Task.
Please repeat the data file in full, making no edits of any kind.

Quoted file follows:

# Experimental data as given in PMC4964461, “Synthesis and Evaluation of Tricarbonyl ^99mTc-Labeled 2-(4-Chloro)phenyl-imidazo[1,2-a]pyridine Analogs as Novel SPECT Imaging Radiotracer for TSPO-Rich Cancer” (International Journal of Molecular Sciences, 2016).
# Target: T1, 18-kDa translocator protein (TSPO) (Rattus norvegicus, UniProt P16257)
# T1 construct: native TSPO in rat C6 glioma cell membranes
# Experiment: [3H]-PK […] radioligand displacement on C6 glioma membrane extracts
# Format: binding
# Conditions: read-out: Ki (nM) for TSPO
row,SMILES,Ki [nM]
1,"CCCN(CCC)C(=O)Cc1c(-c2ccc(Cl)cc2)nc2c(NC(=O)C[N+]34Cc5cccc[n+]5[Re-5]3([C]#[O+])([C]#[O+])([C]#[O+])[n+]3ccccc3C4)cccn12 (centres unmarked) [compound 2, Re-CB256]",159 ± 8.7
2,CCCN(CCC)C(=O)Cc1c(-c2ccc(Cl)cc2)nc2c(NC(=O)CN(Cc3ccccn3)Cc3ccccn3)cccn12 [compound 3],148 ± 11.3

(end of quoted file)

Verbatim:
# Experimental data as given in PMC4964461, “Synthesis and Evaluation of Tricarbonyl ^99mTc-Labeled 2-(4-Chloro)phenyl-imidazo[1,2-a]pyridine Analogs as Novel SPECT Imaging Radiotracer for TSPO-Rich Cancer” (International Journal of Molecular Sciences, 2016).
# Target: T1, 18-kDa translocator protein (TSPO) (Rattus norvegicus, UniProt P16257)
# T1 construct: native TSPO in rat C6 glioma cell membranes
# Experiment: [3H]-PK […] radioligand displacement on C6 glioma membrane extracts
# Format: binding
# Conditions: read-out: Ki (nM) for TSPO
row,SMILES,Ki [nM]
1,"CCCN(CCC)C(=O)Cc1c(-c2ccc(Cl)cc2)nc2c(NC(=O)C[N+]34Cc5cccc[n+]5[Re-5]3([C]#[O+])([C]#[O+])([C]#[O+])[n+]3ccccc3C4)cccn12 (centres unmarked) [compound 2, Re-CB256]",159 ± 8.7
2,CCCN(CCC)C(=O)Cc1c(-c2ccc(Cl)cc2)nc2c(NC(=O)CN(Cc3ccccn3)Cc3ccccn3)cccn12 [compound 3],148 ± 11.3